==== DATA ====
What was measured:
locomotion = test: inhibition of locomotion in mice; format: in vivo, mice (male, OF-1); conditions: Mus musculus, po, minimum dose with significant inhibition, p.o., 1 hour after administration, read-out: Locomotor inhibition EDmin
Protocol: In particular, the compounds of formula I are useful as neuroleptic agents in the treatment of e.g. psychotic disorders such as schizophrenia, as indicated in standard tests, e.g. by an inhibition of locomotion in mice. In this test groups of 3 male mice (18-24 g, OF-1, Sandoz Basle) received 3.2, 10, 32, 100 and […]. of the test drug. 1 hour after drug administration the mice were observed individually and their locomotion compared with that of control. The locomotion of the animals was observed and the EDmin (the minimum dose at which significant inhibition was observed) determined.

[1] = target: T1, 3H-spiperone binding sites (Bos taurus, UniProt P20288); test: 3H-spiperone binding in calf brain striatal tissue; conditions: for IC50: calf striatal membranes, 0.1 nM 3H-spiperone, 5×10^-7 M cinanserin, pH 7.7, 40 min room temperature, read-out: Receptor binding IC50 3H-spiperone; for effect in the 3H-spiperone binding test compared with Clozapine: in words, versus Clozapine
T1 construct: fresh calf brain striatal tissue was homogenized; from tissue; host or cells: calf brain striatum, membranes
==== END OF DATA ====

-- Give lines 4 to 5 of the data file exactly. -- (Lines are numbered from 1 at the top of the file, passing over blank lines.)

[1] = target: T1, 3H-spiperone binding sites (Bos taurus, UniProt P20288); test: 3H-spiperone binding in calf brain striatal tissue; conditions: for IC50: calf striatal membranes, 0.1 nM 3H-spiperone, 5×10^-7 M cinanserin, pH 7.7, 40 min room temperature, read-out: Receptor binding IC50 3H-spiperone; for effect in the 3H-spiperone binding test compared with Clozapine: in words, versus Clozapine
T1 construct: fresh calf brain striatal tissue was homogenized; from tissue; host or cells: calf brain striatum, membranes